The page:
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Research conducted in the Exercise Physiology & Performance Laboratory (EPPL) is focused within two separate agendas:

  1. To examine factors which facilitate or impede physical activity behavior during pregnancy; these may be physiological, psychological, environmental, or lifestyle-related.
  2. To assess physical activity and physical fitness among various populations for the purposes of improving health, quality of life, and athletic performance.



PRESS is an 8-week exercise intervention study examining the potential benefits of functional resistance training in the late second and early third trimester of pregnancy. This project represents a line of research in collaboration with the Gait and Posture Biomechanics Laboratory directed by Dr. Robert CatenaCompensation for participation in this study is a 120$ gift card presented at the end of the study. If you are interested in participating in this study please contact Gretchen Stolte. We are specifically looking for women who are less than 24 weeks pregnant.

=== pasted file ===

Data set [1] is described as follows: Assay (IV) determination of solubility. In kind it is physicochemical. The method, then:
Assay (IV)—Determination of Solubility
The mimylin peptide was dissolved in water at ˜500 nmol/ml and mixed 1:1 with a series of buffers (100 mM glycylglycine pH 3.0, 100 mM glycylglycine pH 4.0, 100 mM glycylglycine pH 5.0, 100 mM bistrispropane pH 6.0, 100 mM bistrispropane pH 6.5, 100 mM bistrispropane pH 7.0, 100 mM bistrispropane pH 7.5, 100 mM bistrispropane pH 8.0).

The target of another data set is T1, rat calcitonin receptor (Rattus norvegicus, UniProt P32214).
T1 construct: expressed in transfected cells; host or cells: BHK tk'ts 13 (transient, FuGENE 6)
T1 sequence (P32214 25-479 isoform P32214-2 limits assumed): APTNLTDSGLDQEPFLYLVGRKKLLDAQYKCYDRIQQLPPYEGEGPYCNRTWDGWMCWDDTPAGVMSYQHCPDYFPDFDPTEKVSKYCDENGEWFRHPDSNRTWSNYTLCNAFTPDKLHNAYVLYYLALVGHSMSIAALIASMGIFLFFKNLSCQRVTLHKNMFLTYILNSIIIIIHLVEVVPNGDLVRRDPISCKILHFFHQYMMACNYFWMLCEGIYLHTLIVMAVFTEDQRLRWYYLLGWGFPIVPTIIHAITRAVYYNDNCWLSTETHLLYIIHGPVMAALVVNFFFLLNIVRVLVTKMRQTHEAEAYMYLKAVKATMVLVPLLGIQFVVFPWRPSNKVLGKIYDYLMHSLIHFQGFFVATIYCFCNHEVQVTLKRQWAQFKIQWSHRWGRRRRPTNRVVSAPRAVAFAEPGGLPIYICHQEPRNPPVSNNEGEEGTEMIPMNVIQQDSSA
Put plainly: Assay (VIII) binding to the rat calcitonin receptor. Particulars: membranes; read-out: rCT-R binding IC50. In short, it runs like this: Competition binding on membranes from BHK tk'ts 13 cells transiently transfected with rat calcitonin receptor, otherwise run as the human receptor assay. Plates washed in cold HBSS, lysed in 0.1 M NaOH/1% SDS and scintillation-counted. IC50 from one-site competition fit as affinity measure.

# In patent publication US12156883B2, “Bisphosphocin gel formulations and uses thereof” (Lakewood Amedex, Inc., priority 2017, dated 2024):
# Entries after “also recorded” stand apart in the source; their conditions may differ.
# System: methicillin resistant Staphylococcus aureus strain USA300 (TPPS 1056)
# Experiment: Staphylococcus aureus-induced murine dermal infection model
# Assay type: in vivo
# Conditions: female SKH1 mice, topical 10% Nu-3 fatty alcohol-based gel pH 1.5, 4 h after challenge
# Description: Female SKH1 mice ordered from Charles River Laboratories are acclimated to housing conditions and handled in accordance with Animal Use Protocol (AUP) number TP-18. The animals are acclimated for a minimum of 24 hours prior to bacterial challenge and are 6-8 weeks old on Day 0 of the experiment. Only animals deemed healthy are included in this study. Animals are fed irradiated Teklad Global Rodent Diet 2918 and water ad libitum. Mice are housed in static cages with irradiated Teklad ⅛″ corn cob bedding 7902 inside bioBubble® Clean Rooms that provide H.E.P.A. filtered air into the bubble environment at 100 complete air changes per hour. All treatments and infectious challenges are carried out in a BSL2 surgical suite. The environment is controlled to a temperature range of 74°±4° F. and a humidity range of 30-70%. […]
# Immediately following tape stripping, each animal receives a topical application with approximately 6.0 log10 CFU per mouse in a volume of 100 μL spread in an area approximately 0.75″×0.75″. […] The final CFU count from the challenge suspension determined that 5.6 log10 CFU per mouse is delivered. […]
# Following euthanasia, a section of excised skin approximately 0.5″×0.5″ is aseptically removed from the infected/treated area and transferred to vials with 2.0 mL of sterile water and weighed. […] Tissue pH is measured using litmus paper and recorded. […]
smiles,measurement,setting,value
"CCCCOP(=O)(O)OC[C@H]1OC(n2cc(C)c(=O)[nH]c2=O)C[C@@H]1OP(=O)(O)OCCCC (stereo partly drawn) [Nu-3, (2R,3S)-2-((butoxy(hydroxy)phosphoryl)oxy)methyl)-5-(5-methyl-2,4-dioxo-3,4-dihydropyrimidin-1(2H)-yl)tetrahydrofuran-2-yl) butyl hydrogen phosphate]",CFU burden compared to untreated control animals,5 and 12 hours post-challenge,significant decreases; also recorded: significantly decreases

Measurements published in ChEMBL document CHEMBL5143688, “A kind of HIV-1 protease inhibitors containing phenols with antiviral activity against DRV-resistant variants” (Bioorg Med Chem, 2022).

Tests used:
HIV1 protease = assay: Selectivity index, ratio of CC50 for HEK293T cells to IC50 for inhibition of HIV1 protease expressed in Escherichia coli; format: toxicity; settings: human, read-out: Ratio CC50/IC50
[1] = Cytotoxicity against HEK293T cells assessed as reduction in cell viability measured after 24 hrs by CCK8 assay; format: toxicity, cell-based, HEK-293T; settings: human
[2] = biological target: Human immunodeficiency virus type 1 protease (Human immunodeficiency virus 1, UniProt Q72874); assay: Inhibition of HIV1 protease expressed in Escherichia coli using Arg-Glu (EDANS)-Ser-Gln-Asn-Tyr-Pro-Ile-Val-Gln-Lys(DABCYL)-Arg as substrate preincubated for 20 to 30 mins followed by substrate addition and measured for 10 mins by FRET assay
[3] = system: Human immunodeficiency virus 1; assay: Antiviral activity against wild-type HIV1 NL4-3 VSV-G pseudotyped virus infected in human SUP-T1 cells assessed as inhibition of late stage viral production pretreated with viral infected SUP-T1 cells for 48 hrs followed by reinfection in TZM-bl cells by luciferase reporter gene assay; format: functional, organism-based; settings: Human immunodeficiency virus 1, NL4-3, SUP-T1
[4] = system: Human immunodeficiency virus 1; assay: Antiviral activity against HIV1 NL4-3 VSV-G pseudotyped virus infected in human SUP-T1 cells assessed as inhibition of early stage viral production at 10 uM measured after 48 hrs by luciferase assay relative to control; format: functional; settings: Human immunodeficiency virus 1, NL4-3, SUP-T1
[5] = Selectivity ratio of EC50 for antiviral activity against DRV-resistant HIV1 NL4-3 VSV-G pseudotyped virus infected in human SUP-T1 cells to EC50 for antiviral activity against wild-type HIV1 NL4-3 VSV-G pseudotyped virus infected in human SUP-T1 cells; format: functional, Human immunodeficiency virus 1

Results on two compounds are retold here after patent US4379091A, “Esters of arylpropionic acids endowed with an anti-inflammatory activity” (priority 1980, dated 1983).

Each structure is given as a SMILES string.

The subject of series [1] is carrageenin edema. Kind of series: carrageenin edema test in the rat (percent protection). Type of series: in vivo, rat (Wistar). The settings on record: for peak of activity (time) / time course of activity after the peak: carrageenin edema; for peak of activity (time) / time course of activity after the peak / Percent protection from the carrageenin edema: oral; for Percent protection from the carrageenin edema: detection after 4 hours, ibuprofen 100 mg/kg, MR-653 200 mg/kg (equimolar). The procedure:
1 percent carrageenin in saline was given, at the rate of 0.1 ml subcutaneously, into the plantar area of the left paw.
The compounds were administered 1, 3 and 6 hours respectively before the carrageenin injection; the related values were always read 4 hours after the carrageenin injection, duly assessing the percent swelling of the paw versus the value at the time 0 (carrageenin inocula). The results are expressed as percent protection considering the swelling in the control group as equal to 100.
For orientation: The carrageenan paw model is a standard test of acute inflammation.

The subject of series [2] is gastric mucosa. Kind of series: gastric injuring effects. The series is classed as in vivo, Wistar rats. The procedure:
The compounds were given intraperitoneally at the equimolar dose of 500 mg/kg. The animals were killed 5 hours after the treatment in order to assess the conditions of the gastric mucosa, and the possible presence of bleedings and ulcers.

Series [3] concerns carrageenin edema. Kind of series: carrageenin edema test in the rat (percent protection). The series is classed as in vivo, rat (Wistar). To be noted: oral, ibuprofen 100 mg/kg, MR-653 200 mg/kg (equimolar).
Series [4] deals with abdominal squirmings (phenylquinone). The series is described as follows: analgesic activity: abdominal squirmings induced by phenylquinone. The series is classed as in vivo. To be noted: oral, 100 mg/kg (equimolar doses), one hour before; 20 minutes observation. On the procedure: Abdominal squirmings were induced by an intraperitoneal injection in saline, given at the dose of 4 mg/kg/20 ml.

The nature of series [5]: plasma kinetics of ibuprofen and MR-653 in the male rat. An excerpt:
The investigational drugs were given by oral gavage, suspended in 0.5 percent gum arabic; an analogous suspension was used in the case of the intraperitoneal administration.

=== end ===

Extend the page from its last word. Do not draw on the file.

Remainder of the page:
PHaM is being conducted to examine women’s health during pregnancy and its impact on the first few months of motherhood. We are interested in associations with mothers’ and infants’ behavioral and bodily responses. Participation includes 3 visits: visit 1 is during your 3rd trimester, visit 2 is during the first month after your baby is born, and visit 3 is when your baby is 6 months old. Compensation for participation in this study is 100$ cash presented in proportional amounts at each visit. If you are interested in participating in this study and would like more information please contact Tamara Allard.


Some Type Of Exercise That Can Improve Short-term Memory (1)EXERCISE AND PROSPECTIVE MEMORY


In collaboration with Dr. Carrie Cuttler, the EPPL is conducting a series of investigations examining the impact of exercise on prospective memory and other realms of cognitive function among collegiate students.  Ongoing projects include the cross-sectional examination of self-reported physical activity behavior and memory failures and multiple randomized controlled trials to examine whether bouts of aerobic exercise or resistance training exercise enhance prospective memory.


PHONE   (509) 335-9658   •   EMAIL   •   LOCATION   Smith Gym 70, Pullman, WA 99164

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